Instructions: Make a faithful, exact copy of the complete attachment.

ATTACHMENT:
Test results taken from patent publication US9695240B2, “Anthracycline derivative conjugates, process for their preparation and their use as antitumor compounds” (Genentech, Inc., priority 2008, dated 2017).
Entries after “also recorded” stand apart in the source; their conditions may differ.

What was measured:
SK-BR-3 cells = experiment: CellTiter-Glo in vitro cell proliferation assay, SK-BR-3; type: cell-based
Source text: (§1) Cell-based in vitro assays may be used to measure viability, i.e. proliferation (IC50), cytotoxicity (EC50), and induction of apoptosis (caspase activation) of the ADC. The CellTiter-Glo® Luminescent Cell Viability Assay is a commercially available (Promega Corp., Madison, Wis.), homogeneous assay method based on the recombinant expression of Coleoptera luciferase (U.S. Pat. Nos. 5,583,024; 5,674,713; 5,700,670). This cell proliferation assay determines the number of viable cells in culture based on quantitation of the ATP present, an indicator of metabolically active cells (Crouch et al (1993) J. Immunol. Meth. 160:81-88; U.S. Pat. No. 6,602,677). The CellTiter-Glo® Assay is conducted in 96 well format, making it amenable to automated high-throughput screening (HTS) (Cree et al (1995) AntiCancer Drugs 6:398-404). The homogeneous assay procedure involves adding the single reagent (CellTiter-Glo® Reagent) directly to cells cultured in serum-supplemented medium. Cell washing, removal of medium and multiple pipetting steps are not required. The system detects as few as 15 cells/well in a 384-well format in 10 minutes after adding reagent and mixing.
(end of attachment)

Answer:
Test results taken from patent publication US9695240B2, “Anthracycline derivative conjugates, process for their preparation and their use as antitumor compounds” (Genentech, Inc., priority 2008, dated 2017).
Entries after “also recorded” stand apart in the source; their conditions may differ.

What was measured:
SK-BR-3 cells = experiment: CellTiter-Glo in vitro cell proliferation assay, SK-BR-3; type: cell-based
Source text: (§1) Cell-based in vitro assays may be used to measure viability, i.e. proliferation (IC50), cytotoxicity (EC50), and induction of apoptosis (caspase activation) of the ADC. The CellTiter-Glo® Luminescent Cell Viability Assay is a commercially available (Promega Corp., Madison, Wis.), homogeneous assay method based on the recombinant expression of Coleoptera luciferase (U.S. Pat. Nos. 5,583,024; 5,674,713; 5,700,670). This cell proliferation assay determines the number of viable cells in culture based on quantitation of the ATP present, an indicator of metabolically active cells (Crouch et al (1993) J. Immunol. Meth. 160:81-88; U.S. Pat. No. 6,602,677). The CellTiter-Glo® Assay is conducted in 96 well format, making it amenable to automated high-throughput screening (HTS) (Cree et al (1995) AntiCancer Drugs 6:398-404). The homogeneous assay procedure involves adding the single reagent (CellTiter-Glo® Reagent) directly to cells cultured in serum-supplemented medium. Cell washing, removal of medium and multiple pipetting steps are not required. The system detects as few as 15 cells/well in a 384-well format in 10 minutes after adding reagent and mixing.